Religious travel

Between contemplation and cultural discoveries

Many people have tried to understand what heaven and earth, humans and other creatures are all about. Faith teaches us that God has created everything from nothing. To be amongst God’s creations is like a walk in a garden of pleasure. While faith is seen as a private matter these days, it played a very different role in history. Faith has formed Saxony’s history in a strong way. When the German emperor took possession of the region known as Saxony today, the Slavic people living there were not only assimilated, but also christianized. Meissen’s highly visible cathedral became the beacon of the new faith. In the late 15th and early 16th century, late Gothic hall churches where erected all over Saxony. But by then, reforms of church had become inevitable and, based on the theses of a monk named Martin Luther, Saxony became the „Motherland of the Reformation“. Later, the Saxon rulers became Catholics to ascend to the Polish throne. This made Saxony the first region where the rulers and their subjects did not have to have the same religion.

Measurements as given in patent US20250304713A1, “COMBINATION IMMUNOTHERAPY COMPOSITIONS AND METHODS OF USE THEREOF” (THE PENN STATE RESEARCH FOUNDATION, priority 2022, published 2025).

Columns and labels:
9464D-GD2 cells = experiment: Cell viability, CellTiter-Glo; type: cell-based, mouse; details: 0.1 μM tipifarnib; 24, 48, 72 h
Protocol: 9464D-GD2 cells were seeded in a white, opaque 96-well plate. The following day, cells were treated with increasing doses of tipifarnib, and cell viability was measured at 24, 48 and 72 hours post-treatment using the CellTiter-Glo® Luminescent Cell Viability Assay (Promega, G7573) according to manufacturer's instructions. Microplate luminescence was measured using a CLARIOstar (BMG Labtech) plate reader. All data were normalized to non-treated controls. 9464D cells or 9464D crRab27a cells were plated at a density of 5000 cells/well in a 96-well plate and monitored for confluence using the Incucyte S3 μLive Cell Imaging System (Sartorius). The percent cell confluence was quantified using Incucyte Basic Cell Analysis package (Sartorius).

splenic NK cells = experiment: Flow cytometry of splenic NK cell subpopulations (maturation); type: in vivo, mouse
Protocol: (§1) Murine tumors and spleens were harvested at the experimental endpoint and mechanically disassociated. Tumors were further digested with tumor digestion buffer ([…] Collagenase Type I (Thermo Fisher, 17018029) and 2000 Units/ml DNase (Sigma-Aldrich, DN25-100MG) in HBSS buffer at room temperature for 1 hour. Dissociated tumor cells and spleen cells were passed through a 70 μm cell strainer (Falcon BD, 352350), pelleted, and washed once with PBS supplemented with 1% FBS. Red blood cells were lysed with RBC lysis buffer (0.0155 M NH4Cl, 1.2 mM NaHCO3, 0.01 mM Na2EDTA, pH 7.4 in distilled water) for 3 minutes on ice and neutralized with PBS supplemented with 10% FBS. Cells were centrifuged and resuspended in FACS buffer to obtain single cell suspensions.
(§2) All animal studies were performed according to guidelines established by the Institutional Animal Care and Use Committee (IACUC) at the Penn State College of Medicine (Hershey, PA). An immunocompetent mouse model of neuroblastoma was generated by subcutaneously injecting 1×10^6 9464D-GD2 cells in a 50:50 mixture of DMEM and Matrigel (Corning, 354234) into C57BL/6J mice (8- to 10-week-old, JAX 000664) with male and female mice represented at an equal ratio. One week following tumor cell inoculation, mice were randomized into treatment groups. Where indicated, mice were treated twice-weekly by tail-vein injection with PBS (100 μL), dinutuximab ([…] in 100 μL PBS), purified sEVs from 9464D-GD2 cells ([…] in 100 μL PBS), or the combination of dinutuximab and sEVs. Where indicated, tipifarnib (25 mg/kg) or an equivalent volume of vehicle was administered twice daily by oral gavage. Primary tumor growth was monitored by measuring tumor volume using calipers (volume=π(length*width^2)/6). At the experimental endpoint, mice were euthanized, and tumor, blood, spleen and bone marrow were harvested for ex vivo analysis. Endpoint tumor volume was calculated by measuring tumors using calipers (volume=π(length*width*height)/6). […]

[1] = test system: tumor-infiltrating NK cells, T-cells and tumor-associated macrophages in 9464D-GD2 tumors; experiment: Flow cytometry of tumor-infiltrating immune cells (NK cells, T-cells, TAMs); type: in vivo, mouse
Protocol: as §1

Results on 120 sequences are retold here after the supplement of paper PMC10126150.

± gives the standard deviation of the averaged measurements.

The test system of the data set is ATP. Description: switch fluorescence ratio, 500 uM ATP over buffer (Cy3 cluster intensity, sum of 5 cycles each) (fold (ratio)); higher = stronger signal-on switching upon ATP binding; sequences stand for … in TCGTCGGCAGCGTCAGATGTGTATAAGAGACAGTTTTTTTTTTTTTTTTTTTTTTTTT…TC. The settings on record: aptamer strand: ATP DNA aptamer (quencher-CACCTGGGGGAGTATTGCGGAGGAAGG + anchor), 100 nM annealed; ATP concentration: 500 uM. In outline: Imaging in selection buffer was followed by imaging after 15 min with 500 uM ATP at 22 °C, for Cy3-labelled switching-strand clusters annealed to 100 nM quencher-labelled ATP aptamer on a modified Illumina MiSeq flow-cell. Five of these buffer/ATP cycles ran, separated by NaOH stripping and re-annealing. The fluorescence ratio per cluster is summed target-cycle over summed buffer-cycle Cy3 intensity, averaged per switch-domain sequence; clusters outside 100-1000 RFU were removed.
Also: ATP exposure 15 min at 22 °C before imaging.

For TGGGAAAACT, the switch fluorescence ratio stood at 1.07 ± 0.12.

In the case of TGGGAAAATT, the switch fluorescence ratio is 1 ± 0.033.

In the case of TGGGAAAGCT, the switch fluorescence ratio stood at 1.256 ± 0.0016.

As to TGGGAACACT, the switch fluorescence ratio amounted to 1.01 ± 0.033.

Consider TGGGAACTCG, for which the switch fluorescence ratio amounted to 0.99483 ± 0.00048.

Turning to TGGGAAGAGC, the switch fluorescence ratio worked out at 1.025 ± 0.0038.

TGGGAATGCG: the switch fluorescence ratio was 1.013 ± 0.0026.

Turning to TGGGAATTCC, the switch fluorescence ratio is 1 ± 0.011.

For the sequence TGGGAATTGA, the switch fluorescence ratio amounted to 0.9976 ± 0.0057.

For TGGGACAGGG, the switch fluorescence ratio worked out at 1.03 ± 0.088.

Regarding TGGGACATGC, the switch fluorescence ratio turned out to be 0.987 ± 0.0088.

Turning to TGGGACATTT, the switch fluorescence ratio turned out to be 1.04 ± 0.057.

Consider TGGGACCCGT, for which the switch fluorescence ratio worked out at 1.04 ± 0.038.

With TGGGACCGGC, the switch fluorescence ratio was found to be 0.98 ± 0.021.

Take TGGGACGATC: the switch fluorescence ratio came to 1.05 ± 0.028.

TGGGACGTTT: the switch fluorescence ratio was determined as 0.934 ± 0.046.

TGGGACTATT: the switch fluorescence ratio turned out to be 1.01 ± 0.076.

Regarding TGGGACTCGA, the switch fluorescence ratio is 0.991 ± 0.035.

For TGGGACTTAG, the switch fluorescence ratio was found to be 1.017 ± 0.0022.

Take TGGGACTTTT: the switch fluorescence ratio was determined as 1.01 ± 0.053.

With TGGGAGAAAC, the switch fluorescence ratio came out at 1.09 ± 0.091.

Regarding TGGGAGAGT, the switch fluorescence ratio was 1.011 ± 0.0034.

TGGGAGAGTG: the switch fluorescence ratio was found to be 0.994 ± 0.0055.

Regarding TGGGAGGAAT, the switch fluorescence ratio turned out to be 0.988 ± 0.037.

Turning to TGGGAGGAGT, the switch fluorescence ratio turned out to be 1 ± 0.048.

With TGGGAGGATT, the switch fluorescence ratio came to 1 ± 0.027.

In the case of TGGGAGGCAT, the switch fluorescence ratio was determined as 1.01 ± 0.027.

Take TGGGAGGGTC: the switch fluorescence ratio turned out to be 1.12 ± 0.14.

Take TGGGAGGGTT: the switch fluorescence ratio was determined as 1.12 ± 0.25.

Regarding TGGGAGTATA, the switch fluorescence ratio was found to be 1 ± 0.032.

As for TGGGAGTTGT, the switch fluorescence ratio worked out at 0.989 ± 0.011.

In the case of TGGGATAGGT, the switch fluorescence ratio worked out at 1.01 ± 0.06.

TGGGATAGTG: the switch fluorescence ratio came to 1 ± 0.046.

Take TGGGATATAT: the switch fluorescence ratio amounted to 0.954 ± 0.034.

Tolerance had always been practised in the Saxon region of Upper Lusatia, where Protestants and Catholics still live together peacefully and where the Moravian Church was founded 300 years ago. In the 19th century, Jews also finally received full civic rights and nowadays there is room for all kinds of faith. Even though today most Saxons are not a member of any religion, the religious heritage is held in high regard. Faith now means different things to different people, and people visit religious places for a number of reason. So, find what you are looking for, in churches, convents and monesteries, along pilgrimage routes and the Luther Trail. Enjoy 800 year-old convents, a 500 year-old replica of the Holy Sepulchre in Jerusalem, the world’s first newly-built Protestant Church, or one of the very few synagogues in Germany which survived the Nazi times and also serves as a cultural center today. Or, just discover yourself while you discover Saxony …

„Even if I knew that tomorrow the world would go to pieces, I would still plant my apple tree.”
Martin Luther, Protestant Reformer and professor of theology, 1483-1546

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